TW: Gun violence
The car park was dark and something less than half full and the wind blew strongly through the unprotected concrete. It was icy. The weather was turning. Johnny pulled his coat tighter and kept walking. He could hear sirens, faintly, in the distance, and tried to place exactly where they were.
Suddenly, there was an engine roar. Johnny turned to meet the oncoming headlights and lowered his head to cut out the beam, thrusting his hands into his coat. He pulled and levelled his barrettas as the first shots boomed thru the wind towards him. He held himself still, counting slowly under his breath to regulate his breathing, to keep him calm. He squeezed the triggers. Left then right. Repeat. He listened in the spaces between shots for the sound of impact. Of breaking glass.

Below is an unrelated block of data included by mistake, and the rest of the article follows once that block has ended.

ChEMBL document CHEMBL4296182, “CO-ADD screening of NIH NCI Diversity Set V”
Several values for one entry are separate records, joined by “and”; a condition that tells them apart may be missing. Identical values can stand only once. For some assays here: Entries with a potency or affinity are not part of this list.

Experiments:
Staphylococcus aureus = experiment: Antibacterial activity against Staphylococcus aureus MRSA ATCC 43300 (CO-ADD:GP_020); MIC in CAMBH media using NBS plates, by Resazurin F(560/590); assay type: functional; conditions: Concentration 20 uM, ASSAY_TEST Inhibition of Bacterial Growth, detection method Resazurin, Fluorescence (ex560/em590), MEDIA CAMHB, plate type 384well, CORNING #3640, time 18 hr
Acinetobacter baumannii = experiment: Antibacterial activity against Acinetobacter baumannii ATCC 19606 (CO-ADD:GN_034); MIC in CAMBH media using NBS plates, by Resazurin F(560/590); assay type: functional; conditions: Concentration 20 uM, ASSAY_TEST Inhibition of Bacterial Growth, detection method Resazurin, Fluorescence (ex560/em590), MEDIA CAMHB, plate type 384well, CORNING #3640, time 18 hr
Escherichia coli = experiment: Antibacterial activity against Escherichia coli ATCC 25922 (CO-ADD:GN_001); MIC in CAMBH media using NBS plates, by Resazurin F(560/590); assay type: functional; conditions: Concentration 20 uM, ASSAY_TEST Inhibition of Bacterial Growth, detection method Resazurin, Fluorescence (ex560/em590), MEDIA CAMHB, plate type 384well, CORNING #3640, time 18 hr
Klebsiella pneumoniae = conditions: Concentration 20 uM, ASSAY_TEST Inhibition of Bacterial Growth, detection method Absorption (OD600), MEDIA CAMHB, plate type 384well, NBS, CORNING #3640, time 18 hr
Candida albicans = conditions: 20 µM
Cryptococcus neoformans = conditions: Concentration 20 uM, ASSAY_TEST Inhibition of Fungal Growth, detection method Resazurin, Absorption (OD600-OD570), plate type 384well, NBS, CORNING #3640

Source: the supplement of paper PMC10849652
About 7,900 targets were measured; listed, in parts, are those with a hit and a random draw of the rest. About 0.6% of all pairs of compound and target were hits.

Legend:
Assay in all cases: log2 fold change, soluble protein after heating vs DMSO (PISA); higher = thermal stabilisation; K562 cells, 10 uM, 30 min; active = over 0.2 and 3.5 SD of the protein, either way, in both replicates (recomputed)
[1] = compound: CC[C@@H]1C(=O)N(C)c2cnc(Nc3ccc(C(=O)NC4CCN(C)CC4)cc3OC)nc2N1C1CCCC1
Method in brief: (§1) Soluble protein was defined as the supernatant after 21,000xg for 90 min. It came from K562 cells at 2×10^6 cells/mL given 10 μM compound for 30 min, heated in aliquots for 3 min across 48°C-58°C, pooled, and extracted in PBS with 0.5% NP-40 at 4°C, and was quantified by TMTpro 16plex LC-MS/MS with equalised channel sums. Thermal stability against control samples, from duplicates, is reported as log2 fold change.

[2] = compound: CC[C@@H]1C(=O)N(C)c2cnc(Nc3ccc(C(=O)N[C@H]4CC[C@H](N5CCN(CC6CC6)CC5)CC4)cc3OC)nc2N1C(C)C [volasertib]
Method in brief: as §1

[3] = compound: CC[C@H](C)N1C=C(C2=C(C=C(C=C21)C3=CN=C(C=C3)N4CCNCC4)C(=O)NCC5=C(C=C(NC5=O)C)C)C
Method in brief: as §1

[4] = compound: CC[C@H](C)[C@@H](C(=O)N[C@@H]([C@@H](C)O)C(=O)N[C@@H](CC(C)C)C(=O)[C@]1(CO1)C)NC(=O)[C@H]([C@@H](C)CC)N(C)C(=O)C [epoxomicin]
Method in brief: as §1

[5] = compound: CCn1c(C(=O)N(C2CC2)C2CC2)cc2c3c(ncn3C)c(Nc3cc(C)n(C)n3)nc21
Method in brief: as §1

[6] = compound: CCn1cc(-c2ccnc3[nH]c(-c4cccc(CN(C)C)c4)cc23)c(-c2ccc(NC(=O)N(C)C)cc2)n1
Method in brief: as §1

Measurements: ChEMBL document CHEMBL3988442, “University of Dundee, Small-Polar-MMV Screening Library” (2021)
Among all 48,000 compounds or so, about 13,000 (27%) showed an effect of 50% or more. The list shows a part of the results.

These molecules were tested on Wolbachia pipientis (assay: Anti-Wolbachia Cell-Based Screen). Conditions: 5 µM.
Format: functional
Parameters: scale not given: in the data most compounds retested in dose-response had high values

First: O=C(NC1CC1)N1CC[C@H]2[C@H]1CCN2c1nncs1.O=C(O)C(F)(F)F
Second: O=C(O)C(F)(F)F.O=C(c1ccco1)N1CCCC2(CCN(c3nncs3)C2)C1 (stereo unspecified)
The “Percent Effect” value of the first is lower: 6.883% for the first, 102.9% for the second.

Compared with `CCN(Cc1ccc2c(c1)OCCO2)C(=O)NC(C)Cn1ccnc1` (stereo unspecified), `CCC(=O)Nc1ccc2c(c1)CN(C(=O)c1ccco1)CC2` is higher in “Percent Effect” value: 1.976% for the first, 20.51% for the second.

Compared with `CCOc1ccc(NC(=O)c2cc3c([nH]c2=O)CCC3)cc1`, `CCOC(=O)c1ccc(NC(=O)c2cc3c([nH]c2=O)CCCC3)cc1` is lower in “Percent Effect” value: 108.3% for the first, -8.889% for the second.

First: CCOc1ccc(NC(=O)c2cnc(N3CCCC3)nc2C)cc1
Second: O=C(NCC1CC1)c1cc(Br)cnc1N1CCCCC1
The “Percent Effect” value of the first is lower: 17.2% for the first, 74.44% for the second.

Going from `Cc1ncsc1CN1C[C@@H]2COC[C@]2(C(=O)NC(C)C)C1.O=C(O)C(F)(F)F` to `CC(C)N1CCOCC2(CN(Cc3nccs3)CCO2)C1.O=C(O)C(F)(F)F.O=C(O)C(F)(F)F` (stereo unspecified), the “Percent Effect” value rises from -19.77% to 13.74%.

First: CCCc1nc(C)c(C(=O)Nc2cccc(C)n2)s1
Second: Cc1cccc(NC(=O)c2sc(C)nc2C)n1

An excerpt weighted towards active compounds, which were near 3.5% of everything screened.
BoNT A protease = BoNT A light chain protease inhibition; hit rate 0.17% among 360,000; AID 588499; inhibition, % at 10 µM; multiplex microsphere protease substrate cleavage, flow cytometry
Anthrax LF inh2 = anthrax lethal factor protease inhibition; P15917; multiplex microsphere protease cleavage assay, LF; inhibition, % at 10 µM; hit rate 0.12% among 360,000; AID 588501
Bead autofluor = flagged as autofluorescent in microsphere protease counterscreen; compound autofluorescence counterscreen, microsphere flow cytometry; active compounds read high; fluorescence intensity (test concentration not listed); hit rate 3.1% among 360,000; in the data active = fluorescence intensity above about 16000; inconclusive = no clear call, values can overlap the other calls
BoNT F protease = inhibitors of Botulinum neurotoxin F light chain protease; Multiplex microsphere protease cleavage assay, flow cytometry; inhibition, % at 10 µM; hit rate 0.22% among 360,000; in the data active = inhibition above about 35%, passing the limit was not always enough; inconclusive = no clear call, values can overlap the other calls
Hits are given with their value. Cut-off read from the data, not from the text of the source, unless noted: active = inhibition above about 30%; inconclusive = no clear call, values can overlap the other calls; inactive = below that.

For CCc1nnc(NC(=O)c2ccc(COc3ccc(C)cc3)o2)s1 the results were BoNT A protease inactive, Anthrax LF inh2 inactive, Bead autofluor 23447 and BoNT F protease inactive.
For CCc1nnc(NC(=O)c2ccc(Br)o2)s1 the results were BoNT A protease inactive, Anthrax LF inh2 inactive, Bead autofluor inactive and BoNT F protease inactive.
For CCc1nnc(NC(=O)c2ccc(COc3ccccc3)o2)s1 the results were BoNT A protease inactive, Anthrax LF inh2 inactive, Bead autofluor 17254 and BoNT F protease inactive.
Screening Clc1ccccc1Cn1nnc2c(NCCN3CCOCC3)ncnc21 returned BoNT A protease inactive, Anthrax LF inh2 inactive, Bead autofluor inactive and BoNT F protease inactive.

He sidestepped in anticipation. The car, almost on top of him now, veered to the left and, as it did so, he jumped to his own left. He twisted in mid air and landed in a crouch, pumping the rest of his bullets into the side of the car as it hit a parked one. The crash seemed to shake the earth beneath him. The gunman in the front seat came out the windshield and spread himself across the car they’d hit, rendering the question of whether or not any of Johnny’s bullets had hit him moot. Johnny, kneeling, he now realised, in a muddy puddle, dropped the empty cartridges and reloaded quickly. As he did so, the back door opened and a large, dark shape of a man half rolled, half fell out of the car, firing and screaming wildly.